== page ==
Tuesday, November 01, 2005

William Shakespeare

The other day, I came across an interesting quote from William Shakespeare.
It was this: "So full of artless jealousy is guilt, It spills itself in fearing to be spilt." I think that is just brilliant. I won't insult you by explaining it, but I would like to talk briefly about him.

The fact that he can dive headlong into metaphor, see the pattern of irony at that level of subtlety, expose it, make it a lesson, a clever quip, keep it in iambic pentameter, AND still make it rhyme at the same time - is sheer genius of the highest degree. I almost cannot believe that he can write a whole play like that. The insight he has into the nature of people and the ways of the world are truly timeless.
The world has changed, but people are fundamentally the same. They are driven by the same hopes and desires and afflicted by the same weaknesses and shortcomings. His observations are still apt, his arguments are cogent, and he has a wonderfully facile mind with which to fashion these timeless and universal observations, and pass them to us mixed in with art. It tastes sweet, as good art should, but it is also good for us. Yes, true, it is an acquired taste, and it needs an educated palate - but this is the food that educates the palate! To eat is to appreciate the taste better. To learn is to learn better. To know Shakespeare's mind is to know greatness, and to absorb much power. Who can refuse you when you know their mind so well? And Shakespeare has given us a blueprint to the human condition. To the souls of people. Their strengths and their frailties.
In The Merchant of Venice, are the words, 'Methinks thou dost protest too much" thus teaching us that this is a way some people lie. They seek to obscure their own flaws by pointing out flaws in others. They seek to throw off suspicion of their guilt by over-compensating in the other direction. People did it 400 years ago, and 4000 years ago, and still do it to this day. To understand this gives one power. His works are FULL of these little lessons, explained in story form.

No wonder so many people are still devoted to the study of his works 400 years later. It is, I believe, because to follow his words and his works doesn't merely do HIM an honor and a homage, but it betters the person giving the homage. To understand his work, we necessarily become smarter. We become more worthy. To see his observations, we have to see what he sees, and it is subtle irony. A juxtaposition of pleasure and pain. A dichotomy of the price we pay to appreciate the things worth living to know. To know, appreciate and fully understand Shakespeare's work is to know, understand and appreciate the human condition in a fundamental and exquisitely refined and insightful way. The irony is sharp as a blade of Damascus steel. (legend has it that you could throw a silk handkerchief in the air and as it floats down, slice it in two in midair with a sword from Damascus.)

One of my favorite speeches he wrote is the St Crispins day speech from Henry V. This has to be the master model of a speech given by a commander to his men to give them the courage to do a hard and dangerous thing. This elevates the issue above life and death. This makes them care about larger things than their own safety or their lives, even. This allows them to touch upon greatness. He offers amnesty for the past and a rare chance to EARN true nobility and he offers it to men who value and treasure such things. The great families of English nobility had to start somewhere, and it was events like this one where they earned their original fame that their descendents borrowed honor from for centuries afterward. Here is the speech:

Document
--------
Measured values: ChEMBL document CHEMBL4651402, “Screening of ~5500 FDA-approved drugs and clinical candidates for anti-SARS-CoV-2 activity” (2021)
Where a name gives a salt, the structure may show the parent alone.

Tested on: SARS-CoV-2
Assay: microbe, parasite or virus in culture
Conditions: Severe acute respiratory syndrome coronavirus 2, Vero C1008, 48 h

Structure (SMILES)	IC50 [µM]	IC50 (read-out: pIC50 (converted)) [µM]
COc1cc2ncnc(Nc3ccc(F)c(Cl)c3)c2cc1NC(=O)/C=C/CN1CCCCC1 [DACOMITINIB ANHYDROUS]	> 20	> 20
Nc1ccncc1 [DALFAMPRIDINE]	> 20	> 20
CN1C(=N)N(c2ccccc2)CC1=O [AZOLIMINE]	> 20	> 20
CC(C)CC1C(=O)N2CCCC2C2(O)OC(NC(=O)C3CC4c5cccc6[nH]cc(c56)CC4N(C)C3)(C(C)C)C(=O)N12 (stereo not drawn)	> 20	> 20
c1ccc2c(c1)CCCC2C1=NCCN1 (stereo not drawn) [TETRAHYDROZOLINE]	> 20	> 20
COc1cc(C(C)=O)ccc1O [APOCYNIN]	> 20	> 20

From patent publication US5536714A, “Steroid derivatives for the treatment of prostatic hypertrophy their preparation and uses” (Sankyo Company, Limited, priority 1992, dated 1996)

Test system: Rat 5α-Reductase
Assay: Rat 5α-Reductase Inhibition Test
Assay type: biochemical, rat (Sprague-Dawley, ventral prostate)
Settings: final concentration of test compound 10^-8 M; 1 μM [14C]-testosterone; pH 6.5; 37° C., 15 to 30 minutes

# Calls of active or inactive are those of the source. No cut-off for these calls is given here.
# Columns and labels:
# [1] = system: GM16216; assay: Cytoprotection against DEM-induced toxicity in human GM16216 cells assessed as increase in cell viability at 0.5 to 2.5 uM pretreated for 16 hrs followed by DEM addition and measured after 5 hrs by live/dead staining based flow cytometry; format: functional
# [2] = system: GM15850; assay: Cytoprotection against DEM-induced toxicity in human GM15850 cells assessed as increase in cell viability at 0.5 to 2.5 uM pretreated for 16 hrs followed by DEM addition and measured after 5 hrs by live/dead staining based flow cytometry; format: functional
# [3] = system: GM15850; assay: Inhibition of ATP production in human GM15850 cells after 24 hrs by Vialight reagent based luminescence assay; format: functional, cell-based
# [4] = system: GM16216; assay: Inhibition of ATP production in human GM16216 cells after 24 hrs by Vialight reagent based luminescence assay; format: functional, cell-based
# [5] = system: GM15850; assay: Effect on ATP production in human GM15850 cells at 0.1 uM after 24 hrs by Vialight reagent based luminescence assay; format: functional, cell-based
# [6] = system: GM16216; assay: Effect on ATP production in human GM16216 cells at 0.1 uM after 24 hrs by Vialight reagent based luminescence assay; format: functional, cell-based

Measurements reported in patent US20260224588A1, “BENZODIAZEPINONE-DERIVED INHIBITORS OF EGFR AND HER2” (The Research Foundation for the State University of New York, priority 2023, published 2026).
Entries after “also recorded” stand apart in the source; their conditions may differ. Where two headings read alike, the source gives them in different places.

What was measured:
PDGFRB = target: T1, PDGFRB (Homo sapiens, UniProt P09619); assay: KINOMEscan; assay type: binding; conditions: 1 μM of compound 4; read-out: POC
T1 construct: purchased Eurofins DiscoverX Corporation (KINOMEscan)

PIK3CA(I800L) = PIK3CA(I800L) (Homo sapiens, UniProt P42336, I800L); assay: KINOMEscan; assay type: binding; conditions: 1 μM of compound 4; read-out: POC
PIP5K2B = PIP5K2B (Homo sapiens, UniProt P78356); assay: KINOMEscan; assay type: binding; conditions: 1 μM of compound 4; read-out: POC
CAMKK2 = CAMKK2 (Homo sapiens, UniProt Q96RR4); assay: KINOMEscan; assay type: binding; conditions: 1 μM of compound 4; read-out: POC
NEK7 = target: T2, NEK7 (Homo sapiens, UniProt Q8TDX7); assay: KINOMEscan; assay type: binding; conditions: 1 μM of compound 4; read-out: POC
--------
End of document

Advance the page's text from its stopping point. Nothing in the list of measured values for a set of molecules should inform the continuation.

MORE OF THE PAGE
This day is called the feast of Crispian:
He that outlives this day, and comes safe home, Will stand a tip-toe when the day is named, And rouse him at the name of Crispian.
He that shall live this day, and see old age, Will yearly on the vigil feast his neighbours, And say 'To-morrow is Saint Crispian:'
Then will he strip his sleeve and show his scars. And say 'These wounds I had on Crispin's day.' Old men forget: yet all shall be forgot, But he'll remember with advantages What feats he did that day: then shall our names.
Familiar in his mouth as household words Harry the king, Bedford and Exeter, Warwick and Talbot, Salisbury and Gloucester, Be in their flowing cups freshly remember'd.
This story shall the good man teach his son; And Crispin Crispian shall ne'er go by, From this day to the ending of the world, But we in it shall be remember'd; We few, we happy few, we band of brothers; For he to-day that sheds his blood with me Shall be my brother; be he ne'er so vile, This day shall gentle his condition: And gentlemen in England now a-bed Shall think themselves accursed they were not here, And hold their manhoods cheap whiles any speaks That fought with us upon Saint Crispin's day."

Rarely does a person come along that has this level of talent and knowledge and insight. He was unique in the world. And a treasure of mankind. One of the greatest sons of England. I have always felt that there is wisdom in the bible, but I think there is also a lot of wisdom in the works of Shakespeare. It is also worthy of great study and thought.

Think how far ahead and how elevated our young would be to follow in these footsteps. Think how far they will see when standing on the shoulders of giants such as him. There are some great things in this world. It is good to enjoy them, and appreciate them and revel in them once in a while.


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